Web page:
You’ve now got three cafés?
Yeah, we’ve got three cafés. One in Woolloomooloo, which we opened four years ago, that’s where the espresso school is. There’s a roaster there and an espresso bar and the main office. And then a little hole-in-the-wall café in Potts Point, and a new café and our new production warehouse in Chippendale. There we have a much larger space and it’s quite a good showroom for the wholesale customers to come and see our product and what we do. We’ve put a tea emporium in there. We’ve always had teas alongside the coffee, but the tea we import direct from the farm and pack it.
Is that enough shops for now?
That’s it, yeah. No more.
How much does the espresso school rely on you?
I guess I’ve got an incredible staff, they’re very knowledgeable and they’re very capable in their roles. So if I disappeared to Brazil again, I don’t think it would be the end of Toby’s Estate. In saying that, I guess I have a role in which direction and what it is to be, and what it is to become – that’s what I want to be doing. When I started it, in the first couple of years I was roasting, and packing, and delivering, and training, and doing tastings, and doing everything I really enjoyed about the coffee, but then it’s become a business and then you’re developing a business which is exciting and great.
Do you think you’re a natural businessman? Do you enjoy that side of it?
I guess… We’ve got this far, so I must be doing something right! But, I don’t know, the expanse of skills needed to run a business and a growing business, you need other people to help you. I’ve got some strengths but I’m not really good at a lot of other things.
What do you think are some of the smarter decisions you made along the way?
I think the decision just to stay true to coffee and keep the focus on the product… You know, in the early days people would go, “You’ll never make it in the business because you don’t give [espresso] machines away”, but I guess by sticking to the belief that no, it is the product, and finally breaking through that, it proves that there is another way. Marketing in coffee is huge, there’s a lot of advertising, and there’s a lot at point of sale and there’s a lot of money going into that, into the cost of the coffee. We had to convince people that nothing’s for free, you pay for it in coffee so why don’t you just pay for better coffee? I think that the school, concentrating on the education and spending time with the public doing a tasting, you’re letting people understand what coffee is, demystifying it to cafés and getting them in control of the product. We’ve stuck to the idea that if we have a school then café owners will come because the results will show and they will have a small successful business themselves. Sure, early on you’re just doing it because that’s what you love doing. You’re passionate about it, and you want to share your passion, and people like passion. It’s attractive and it’s fun and it’s great to hear people be passionate about something. So then to other people it becomes addictive as well.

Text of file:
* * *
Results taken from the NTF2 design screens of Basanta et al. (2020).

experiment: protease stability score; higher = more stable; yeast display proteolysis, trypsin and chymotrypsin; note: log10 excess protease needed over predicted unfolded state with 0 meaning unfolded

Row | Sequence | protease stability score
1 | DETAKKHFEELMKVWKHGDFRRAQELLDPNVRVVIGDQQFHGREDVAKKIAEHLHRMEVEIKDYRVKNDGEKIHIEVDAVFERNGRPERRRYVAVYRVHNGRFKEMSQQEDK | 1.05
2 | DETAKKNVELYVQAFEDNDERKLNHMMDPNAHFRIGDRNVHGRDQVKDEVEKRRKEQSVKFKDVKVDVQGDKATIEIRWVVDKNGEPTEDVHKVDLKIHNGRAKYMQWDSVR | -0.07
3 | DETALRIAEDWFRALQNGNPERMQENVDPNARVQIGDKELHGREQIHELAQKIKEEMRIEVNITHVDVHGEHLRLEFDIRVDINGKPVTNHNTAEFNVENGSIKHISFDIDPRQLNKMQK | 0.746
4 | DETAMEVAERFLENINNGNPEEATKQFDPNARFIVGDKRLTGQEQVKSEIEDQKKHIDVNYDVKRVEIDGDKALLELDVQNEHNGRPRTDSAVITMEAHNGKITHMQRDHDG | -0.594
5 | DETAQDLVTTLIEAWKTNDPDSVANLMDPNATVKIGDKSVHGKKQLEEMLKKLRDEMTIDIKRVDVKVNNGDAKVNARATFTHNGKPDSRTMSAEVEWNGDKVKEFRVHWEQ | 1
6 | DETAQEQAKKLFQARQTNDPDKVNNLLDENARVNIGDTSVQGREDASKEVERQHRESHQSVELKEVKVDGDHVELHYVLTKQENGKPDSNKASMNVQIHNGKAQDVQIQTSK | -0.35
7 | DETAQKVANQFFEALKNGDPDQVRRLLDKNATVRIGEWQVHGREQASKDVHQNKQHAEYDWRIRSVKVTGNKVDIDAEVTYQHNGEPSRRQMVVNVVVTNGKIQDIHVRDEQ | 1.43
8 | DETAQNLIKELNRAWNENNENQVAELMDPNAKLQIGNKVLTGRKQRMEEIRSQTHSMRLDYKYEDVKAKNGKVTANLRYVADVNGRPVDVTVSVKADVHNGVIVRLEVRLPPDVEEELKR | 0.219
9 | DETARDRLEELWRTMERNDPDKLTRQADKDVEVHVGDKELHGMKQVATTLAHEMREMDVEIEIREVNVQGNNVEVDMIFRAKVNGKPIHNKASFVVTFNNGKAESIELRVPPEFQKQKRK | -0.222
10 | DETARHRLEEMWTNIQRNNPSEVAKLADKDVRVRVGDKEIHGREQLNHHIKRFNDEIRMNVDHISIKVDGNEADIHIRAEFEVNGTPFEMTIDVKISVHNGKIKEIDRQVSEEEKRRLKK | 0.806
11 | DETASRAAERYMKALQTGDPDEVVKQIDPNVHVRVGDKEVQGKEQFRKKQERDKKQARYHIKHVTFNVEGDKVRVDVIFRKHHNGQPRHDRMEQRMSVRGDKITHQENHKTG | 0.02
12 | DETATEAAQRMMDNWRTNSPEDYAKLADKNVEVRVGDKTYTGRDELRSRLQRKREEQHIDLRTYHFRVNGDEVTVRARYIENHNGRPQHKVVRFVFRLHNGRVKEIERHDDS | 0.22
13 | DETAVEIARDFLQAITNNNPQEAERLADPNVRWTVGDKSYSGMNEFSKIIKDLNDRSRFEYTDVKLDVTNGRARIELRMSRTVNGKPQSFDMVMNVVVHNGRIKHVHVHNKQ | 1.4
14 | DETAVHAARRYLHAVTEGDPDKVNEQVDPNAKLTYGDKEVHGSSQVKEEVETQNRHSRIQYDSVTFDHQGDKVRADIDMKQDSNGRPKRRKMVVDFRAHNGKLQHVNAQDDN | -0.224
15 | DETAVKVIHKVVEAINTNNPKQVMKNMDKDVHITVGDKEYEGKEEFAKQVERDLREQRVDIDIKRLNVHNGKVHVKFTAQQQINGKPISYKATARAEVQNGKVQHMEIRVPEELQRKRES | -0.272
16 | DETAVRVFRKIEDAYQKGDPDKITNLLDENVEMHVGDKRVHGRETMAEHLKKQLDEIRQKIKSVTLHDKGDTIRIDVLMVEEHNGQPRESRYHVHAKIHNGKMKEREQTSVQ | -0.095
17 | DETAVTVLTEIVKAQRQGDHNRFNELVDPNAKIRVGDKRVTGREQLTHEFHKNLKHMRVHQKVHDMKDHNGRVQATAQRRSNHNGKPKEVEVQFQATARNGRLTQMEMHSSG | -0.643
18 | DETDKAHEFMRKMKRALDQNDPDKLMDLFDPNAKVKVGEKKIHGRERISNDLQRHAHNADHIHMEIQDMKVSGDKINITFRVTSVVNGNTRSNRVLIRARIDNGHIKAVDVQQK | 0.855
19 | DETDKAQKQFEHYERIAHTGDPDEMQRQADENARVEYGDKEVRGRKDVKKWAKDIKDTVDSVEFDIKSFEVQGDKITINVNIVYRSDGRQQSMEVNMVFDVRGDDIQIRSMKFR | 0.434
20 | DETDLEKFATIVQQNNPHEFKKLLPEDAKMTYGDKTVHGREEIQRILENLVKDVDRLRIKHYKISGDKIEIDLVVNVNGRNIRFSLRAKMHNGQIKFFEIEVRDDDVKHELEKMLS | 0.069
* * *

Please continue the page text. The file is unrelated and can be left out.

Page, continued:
You are very passionate about coffee.
People are passionate about coffee. Seriously. Some of our customers are so passionate about it that if we don’t have other flavours to develop through the roasting practice. I felt most people I was roasting with weren’t really focussing on that at all.
Can you blind taste the difference between a bean from Timor and a bean from Brazil?
Yeah. I guess. Your brain’s an amazing thing and you learn a huge amount of flavours, and they’re stored somewhere in your brain and identifying certain coffees… If I was to drink 20 of these coffees every day for a week, at the end of the week, sure, I’d be able to recognise them, if they were being brewed and roasted in the same way. There are certain flavours in certain coffees in certain regions you can identify quite easily, and even to a point where you know how something’s been roasted and if it’s roasted too light or needs more this, or more that. Your brain works in a funny way and it really is quite clever at picking up those things straight away.
It’s only your brain, my brain wouldn’t.
Everyone can taste. Sure, some people might have a little bit of a genetic disadvantage. We’ve got the largest range of coffee beans in the country, I’d say. We’ve got a ridiculous amount, it’s silly. You can end up telling the difference by the look of them, you know, when they’re green – the bean starts green – to then when it’s roasted. And people go, “God, you can tell just by looking at it that it’s…” Well, if you have your head stuck in beans for that long you tend to work out what it is, you know.